Three WEC full size prototypes lined up for deployment at WETS, Hawaii

And now some good news:

Three wave energy converters developers are getting ready to deploy their full scale prototypes at the Oahu, Hawaii, USA wave energy test site (WETS) after receiving significant funding from USA Energy Department. They are:

Oceanlinx WEC enters liquidation

Difficult to be positive about the WEC sector outlook these days.

In the last few weeks we had Pelamis in administration, then Aquamarine power downsizing and now Oceanlinx entering liquidation.

We knew Oceanlinx was struggling. Recovering after that serious incident early this year – when their full scale prototype sank during deployment – was clearly a massive challenge. Sadly they didn’t succeed.

It is critical to ensure that all the R&D work doesn’t get wasted. Pelamis assets are now with Wave Energy Scotland a government agency with the objective of encouraging innovation and/through collaboration between developers, engineers and academia. Where will Oceanlinx assets and IP end up?

MeyGen: a very large tidal array project in the Pentland Firth, UK – Maritime Journal

The first phase of the MeyGen project – scheduled during 2015 – includes the installation on the seabed of four 1.5MW turbines and onshore infrastructure. The project aim is to install a total of over 250 turbines in the Pentland Firth generating nearly 400MW.

It is run by MeyGen Limited (owned by Atlantis Resources) and funded by a syndicate including: Atlantis; the UK Department of Energy & Climate Change; the Crown Estate; Scottish Enterprise; Highlands and Islands Enterprise. Further project partners (supply chain) include ABB, Andritz Hydro Hammerfest, Global Energy Group and James Fisher Plc


Germany: Share of energy generated from renewables keeps rising – striking numbers

Not strictly on marine renewables, but few points worth keeping in mind:

On May 11th, 2014 just after 12.00 hours, 67% of total generated electricity in Germany was coming from wind and PV. ThinkProgress gives a 74% share of total energy demand from renewables that – I suppose – is an estimate that accounts for all renewables as well as non-electric energy demands.

This is in a specific day (a Sunday!) and time, but also impressive is the day average (rather than peak) : 48% of electricity produced in Germany on May 11 was from renewables. As well as noting that both on 09th and 10th  of May renewables were above 40% day average.

As stated in the article, it is another demonstration that

a modern electricity system such as the German one can already accept large penetration rates of variable but predictable renewable energy sources such as wind and solar PV power

…as well as tidal and wave , of course

WindFloat floating wind – US DoE supports planned wind farm deployment offshore Oregon coast

WindFloat Pacific Project receives significant support from U.S. Department of Energy.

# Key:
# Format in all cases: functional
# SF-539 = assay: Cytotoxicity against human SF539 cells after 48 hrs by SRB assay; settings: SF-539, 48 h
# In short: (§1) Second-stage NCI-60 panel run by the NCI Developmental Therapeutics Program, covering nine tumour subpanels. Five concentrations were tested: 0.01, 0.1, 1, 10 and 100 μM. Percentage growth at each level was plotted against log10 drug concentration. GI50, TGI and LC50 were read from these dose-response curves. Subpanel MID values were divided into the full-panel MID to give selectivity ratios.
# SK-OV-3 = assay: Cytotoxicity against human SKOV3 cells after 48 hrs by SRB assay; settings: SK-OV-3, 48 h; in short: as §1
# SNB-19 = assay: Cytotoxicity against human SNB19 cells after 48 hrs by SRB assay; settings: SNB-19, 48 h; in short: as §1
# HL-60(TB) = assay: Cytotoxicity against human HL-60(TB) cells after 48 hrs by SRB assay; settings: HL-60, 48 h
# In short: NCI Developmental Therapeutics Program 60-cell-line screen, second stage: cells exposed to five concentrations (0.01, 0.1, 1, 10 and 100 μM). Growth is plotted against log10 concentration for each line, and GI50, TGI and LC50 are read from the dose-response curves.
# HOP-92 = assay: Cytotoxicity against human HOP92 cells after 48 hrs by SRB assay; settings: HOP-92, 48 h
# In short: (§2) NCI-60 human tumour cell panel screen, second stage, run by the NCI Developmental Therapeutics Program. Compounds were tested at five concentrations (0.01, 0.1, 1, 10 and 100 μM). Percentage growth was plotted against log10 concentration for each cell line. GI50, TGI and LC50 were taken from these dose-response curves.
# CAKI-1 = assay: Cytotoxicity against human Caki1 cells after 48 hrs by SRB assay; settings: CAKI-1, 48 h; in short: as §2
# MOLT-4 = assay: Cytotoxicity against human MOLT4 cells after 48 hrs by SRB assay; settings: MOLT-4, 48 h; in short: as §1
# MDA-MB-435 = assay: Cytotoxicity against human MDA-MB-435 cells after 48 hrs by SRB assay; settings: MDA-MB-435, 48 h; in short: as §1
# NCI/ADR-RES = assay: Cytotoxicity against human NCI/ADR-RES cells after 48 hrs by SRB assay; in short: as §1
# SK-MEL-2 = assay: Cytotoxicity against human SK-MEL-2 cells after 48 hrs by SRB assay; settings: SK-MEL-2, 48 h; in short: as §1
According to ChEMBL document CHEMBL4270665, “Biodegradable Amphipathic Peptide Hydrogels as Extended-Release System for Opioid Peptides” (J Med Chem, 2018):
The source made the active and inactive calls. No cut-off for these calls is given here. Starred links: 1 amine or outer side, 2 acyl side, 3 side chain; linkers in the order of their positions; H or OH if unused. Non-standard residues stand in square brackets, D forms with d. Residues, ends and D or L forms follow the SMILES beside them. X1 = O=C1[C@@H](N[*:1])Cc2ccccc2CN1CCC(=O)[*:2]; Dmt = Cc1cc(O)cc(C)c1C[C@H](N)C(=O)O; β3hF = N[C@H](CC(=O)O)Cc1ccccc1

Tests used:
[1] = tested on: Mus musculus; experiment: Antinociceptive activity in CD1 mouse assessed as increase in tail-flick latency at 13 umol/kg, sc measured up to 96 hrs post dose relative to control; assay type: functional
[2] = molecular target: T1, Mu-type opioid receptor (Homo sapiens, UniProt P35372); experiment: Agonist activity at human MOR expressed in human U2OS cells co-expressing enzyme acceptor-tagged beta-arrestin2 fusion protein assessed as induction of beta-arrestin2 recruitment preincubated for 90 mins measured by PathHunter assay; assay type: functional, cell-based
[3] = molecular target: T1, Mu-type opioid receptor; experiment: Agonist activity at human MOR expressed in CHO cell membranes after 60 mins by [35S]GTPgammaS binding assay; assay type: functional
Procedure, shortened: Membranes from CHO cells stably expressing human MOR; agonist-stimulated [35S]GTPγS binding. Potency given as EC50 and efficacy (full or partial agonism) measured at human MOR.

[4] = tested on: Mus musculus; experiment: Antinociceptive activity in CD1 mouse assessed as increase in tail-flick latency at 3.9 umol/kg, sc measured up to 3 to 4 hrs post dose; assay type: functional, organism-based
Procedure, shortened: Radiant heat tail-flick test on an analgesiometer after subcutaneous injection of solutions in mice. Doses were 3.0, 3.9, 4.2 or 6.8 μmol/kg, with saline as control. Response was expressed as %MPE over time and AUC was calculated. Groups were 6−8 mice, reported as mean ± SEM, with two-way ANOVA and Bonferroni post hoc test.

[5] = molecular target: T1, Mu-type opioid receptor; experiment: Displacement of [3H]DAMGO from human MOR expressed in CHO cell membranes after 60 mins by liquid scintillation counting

The plan is for five WindFloat 6 MW floating wind turbines to be deployed offshore the Oregon coast

Principle Power, Inc. (Principle Power) is pleased to announce The U.S. Department of Energy (DOE) today selected the WindFloat Pacific project for up to $47 million in matching grant funding to accelerate development of the 30-megawatt floating offshore wind farm proposed for the deep waters off Coos Bay, Oregon. […]

CETO 6: the new 1 MW WEC design by Carnegie


Carnegie Wave Energy has announced plans to develop a new generation of their CETO devices. CETO 6 power rating is 1 MW. This is a significant step change compared to the present design. Another significant change is the inclusion of electric power generation within the buoyant actuator. Up to now, all CETO systems included a shore-based generator driven by high pressure water produced by the wave energy conversion (WEC) devices. It is assumed that the new PTO design significantly increases power conversion efficiency, reduces costs and allows a more flexible deployment.

Carnegie target is to deploy a 3 devices demonstration array in 2016 aiming at offering CETO 6 as their first commercial device.

This is potentially a very significant milestone for the WEC sector. A lot of work is going into optimization of WEC arrays in preparation for wave farms deployments. However, it is obvious that the WEC device power rating has a massive impact on the commercial viability of the wave farm. With the majority of WEC devices presently rated at few hundred kW, it is very expensive and quite impractical to install, operate and maintain a wave farm of a significant power output. I think only when developers will be talking of arrays of WEC devices each rated few MW that wave energy would start making a significant contribution to power generation. Until then, its role would be limited to possibly supporting islands and isolated coastal communities.


Tenerife to install wave energy plants – Renewable Energy Magazine


Langlee Wave Power 132kW Robusto wave energy generator will be installed in the first phase. Langlee is indicating that further deployments are planned. Langlee Wave Power has also signed a similar agreement with the Lanzarote Island Council to install a 500kW pilot plant.

Robusto is a semi-submersible floating wave power converter measuring 30×50 metres. It is normally installed at sites of 40-100 meter water depth with four mooring lines to keep it in position.

The device is assembled onshore and then towed to site. Hence some components manufacturing and assembly will also be carried out at a site in the Canary Islands.